Josh Thomas Stands Up To “No” Voters, Floods Twitter With Stories Of Homophobic Abuse


This post details homophobic abuse and violence.

Members of Australia’s LGBTIQ+ community are sharing their most confronting stories about homophobic abuse they have experienced or witnessed, in order to demonstrate the real-world repercussions of the upcoming survey into marriage equality.

The #TheyGetToVote hashtag was started by comedian and actor Josh Thomas after star rugby player Israel Falou tweeted about his opposition to marriage equality.

Hundreds of people have since shared their experiences using the hashtag, revealing the difference between the complaints of marriage equality opponents who feel “bullied” by the Yes campaign, and those of queer people who live with the daily threat of physical violence.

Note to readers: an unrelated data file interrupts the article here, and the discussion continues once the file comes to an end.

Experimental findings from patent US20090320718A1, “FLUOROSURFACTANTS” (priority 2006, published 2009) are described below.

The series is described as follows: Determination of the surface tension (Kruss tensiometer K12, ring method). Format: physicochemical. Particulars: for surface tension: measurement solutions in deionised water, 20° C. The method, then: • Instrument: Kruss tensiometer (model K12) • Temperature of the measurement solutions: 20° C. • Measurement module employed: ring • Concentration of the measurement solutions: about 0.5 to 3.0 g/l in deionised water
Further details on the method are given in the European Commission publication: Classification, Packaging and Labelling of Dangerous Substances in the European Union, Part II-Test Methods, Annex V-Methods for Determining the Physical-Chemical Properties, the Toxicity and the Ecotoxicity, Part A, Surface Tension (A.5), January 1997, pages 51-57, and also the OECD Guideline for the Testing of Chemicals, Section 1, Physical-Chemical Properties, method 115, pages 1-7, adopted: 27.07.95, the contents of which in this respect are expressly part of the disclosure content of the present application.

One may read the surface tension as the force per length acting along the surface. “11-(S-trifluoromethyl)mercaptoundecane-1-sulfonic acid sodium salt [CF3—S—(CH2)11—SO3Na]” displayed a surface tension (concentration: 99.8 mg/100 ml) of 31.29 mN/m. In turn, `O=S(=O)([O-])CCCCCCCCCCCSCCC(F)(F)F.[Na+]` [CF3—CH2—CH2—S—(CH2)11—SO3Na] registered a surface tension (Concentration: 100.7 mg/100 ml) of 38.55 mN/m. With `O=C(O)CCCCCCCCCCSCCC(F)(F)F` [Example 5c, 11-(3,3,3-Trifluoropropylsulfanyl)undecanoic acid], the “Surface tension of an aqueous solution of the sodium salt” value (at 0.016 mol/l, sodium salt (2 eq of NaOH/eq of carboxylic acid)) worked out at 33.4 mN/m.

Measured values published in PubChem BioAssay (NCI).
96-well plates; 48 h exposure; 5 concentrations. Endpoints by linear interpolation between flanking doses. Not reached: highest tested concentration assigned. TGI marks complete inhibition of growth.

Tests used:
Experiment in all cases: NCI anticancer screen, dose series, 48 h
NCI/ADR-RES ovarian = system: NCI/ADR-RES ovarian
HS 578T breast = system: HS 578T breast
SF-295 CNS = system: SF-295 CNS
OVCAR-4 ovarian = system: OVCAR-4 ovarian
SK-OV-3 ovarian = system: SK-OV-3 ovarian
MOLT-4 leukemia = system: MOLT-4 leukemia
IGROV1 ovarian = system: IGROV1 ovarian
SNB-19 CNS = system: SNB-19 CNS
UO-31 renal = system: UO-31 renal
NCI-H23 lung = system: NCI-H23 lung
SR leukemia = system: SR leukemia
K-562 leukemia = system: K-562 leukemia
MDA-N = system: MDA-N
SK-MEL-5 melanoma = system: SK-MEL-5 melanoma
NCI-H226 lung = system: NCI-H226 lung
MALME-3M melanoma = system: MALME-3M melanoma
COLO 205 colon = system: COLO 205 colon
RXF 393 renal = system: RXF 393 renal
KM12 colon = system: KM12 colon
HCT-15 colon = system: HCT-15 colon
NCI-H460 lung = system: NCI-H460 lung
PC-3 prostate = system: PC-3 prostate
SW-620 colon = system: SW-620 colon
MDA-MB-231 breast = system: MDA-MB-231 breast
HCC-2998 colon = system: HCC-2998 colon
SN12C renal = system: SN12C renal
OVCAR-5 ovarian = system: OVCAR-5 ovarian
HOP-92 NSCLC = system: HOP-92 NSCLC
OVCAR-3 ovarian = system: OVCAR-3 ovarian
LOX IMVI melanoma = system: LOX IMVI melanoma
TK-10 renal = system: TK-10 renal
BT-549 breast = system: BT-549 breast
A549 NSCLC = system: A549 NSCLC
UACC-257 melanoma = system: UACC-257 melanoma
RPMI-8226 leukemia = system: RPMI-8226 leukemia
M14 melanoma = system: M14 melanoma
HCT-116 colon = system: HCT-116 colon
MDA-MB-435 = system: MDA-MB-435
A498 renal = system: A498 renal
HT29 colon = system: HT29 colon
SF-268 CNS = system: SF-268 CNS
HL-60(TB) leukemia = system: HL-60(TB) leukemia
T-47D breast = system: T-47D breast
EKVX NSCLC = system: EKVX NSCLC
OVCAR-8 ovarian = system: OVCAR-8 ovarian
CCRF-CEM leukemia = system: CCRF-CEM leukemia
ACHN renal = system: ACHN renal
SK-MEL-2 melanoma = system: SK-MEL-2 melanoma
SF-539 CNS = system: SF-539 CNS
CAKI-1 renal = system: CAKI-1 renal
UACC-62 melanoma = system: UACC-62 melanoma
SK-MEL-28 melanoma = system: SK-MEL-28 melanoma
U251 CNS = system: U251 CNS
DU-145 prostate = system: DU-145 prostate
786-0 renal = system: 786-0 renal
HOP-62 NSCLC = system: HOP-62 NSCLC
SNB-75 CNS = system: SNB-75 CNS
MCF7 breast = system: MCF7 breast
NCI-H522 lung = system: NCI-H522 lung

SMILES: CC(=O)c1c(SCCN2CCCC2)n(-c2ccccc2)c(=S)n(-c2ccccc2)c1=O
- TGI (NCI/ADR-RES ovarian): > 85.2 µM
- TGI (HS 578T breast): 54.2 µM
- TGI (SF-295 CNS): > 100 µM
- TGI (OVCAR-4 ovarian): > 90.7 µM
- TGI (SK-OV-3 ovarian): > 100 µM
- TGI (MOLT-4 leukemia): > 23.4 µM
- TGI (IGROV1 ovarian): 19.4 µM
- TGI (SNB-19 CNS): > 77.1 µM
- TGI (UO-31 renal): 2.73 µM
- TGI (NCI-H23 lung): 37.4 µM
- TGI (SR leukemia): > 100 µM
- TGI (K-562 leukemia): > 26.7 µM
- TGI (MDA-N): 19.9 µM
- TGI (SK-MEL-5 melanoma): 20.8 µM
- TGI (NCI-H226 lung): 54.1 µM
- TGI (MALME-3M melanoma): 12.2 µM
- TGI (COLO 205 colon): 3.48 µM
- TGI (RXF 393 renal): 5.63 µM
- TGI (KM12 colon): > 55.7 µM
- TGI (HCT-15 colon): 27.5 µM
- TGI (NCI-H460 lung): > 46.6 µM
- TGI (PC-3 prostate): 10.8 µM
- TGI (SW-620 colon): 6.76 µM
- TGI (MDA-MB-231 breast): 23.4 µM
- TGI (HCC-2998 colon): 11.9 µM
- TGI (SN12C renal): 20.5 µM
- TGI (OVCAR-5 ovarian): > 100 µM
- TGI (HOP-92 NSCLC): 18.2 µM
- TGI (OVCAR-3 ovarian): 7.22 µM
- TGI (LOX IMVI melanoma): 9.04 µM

The stories are extremely upsetting, which is precisely why they need to be shared.

In addition to stories of physical violence, people also shared their experiences with bullying and discrimination.

These heartbreaking stories are also reflected by the research.

According to the Australian Human Rights Commission, gay, lesbian, bisexual and transgender people are three times as likely to experience depression than heterosexual cisgender Australians. 61 percent have reported experiencing verbal homophobic abuse, while 18 percent report experiencing physical abuse. 80 percent of homophobic bullying involving young people occurs at school.

Additionally, young LGBTIQ+ people are five times more likely to attempt suicide compared to the general population. For transgender people, that number more than doubles.

If you’d like to talk to someone after reading this (or at any point during the marriage equality campaign), QLife is a national counselling service for LGBTQI+ people, which operates between 3pm and midnight AEST every day. You can get in touch with them by calling 1800 184 527, or visiting their website if you’d prefer or require a text-based chat.

Read about your other options here.